And we had hoped in some small way to offer the tiniest dose of healing to a world of people who can no longer recognize Jesus – Jesus of the losers, Jesus of the refugees, of the hungry, the sick and the abused.

Did we hope for too much? Maybe we did. But I cannot stop hoping.

Exxon’s Chairman to Lead Us to a Clean-Energy Future?

Really?

We didn’t think so either. So we’ve written every member of the Senate Committee on Foreign Relations.

Dear Senator:

God’s world is in danger from our addiction to fossil fuels. And so I thank you in advance for your leadership in solving the climate crisis we are causing. I ask that you please subject Rex Tillerson, the Chairman of oil giant ExxonMobil, to the most rigorous questioning on his plans to address climate change, and his plans for leadership in strengthening the Paris Accord and raising our levels of ambition in reducing greenhouse gas emissions.

Please find from him what he believes about the impact of burning all remaining proved reserves of energy companies; what percentage of reserves can be burned while keeping the climate below 2 degrees of warming; what would be the impact on ExxonMobil if only that percentage of its reserves could be produced.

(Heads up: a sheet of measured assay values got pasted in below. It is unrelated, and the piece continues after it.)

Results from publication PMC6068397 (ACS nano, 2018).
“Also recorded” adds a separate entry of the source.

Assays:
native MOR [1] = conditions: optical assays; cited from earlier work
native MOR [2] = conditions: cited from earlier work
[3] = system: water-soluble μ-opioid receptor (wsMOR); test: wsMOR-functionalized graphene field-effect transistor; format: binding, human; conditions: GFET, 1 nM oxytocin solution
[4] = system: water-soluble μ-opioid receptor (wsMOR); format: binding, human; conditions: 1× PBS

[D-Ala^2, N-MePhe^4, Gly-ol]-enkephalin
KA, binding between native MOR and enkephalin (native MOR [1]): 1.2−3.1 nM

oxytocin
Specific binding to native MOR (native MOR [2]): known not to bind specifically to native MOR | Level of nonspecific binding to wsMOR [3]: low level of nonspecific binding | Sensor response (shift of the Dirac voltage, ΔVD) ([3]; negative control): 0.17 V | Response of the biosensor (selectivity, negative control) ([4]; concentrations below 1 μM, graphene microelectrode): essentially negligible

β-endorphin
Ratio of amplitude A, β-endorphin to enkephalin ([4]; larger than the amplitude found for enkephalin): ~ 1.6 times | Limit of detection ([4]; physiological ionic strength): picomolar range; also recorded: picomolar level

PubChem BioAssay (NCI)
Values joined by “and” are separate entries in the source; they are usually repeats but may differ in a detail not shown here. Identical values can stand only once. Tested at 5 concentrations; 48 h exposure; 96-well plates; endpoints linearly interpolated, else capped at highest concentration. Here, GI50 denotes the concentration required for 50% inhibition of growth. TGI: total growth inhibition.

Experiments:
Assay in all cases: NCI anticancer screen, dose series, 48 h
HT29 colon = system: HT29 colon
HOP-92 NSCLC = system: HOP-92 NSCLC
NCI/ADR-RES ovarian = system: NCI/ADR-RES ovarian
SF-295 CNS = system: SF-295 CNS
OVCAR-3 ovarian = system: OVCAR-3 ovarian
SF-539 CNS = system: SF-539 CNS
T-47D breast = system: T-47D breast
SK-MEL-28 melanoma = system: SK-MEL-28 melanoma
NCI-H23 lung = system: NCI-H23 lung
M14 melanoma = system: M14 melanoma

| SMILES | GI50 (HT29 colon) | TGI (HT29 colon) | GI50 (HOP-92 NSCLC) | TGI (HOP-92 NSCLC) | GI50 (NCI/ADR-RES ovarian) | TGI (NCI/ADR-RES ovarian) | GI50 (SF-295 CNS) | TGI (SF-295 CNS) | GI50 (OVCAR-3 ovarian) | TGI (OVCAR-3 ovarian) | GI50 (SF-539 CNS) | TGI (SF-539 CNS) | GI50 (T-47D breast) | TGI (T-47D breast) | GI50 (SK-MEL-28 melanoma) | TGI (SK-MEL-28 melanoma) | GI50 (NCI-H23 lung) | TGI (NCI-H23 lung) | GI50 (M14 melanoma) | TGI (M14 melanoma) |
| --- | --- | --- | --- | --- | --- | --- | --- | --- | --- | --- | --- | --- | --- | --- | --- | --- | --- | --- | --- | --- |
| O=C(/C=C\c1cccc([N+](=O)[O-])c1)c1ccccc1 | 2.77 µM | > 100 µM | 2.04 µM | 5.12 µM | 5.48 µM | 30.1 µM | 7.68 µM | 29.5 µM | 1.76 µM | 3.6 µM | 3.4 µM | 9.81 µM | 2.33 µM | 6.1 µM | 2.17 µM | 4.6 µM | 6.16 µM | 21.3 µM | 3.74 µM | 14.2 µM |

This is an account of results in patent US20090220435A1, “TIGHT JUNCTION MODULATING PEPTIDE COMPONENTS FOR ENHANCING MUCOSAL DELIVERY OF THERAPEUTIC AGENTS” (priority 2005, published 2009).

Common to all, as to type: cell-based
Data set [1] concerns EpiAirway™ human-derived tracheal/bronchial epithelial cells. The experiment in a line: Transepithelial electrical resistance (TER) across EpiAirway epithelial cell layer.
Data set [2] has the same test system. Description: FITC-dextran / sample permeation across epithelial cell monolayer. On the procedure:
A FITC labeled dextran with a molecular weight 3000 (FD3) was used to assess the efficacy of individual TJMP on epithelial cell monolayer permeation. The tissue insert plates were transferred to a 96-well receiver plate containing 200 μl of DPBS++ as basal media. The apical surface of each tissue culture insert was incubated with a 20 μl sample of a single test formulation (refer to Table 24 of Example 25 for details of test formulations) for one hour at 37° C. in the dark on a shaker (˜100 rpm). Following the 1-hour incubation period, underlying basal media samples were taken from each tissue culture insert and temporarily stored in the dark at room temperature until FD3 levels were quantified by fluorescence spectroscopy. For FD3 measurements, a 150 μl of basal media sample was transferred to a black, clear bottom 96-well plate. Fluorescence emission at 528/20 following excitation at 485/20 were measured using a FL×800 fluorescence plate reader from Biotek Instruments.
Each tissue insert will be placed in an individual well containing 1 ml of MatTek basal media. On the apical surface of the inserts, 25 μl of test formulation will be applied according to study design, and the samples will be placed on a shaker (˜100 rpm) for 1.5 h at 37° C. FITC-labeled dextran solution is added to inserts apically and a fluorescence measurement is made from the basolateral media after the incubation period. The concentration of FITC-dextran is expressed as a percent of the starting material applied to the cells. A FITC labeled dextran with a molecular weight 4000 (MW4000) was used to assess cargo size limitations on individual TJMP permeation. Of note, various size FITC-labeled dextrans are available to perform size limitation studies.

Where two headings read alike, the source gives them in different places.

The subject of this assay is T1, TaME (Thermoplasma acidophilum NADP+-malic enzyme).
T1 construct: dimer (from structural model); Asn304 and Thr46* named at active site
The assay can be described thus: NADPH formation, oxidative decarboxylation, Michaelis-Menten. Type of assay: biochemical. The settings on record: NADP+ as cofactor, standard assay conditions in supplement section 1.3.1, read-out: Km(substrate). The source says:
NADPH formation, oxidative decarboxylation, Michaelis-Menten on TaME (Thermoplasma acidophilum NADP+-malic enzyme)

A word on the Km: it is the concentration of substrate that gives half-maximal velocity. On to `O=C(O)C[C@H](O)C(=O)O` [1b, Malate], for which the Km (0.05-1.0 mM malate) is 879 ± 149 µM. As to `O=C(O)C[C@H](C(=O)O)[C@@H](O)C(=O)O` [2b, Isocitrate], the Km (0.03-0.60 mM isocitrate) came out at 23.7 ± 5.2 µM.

(Spoiler alert: Only about 20 percent of proved reserves can be produced without tipping the world into runaway overheating. Exxon has $800 billion of proved reserves in the ground today. If they had to leave all but 20% of those reserves in the ground, that would be a write-off of $460 billion, or around three times their total net worth, and 20 years’ worth of income.)

In light of this, would you please find out why Mr. Tillerson has continued spending $23 million per year at Exxon to find yet more un-producible oil and gas?

In the end, it seems impossible to me that the world’s leading oil man could lead the transition to a survivable climate, but I would encourage you to lead the charge in finding this out.

Sincerely, …

 

If you want to write or call, here are the members of the committee, with links to their contact information. Check that: Please, write or call! Feel free to cut and paste this letter!

Republicans:

Democrats:

Oppose Trump’s Appointment of Scott Pruitt to Head the EPA

We have just signed a letter making its way around internet sites stating our opposition to the nomination of Scott Pruitt to become the new Administrator of the Environmental Protection Agency. This is possibly the worst nomination of any seen in a lifetime. The letter itself explains why: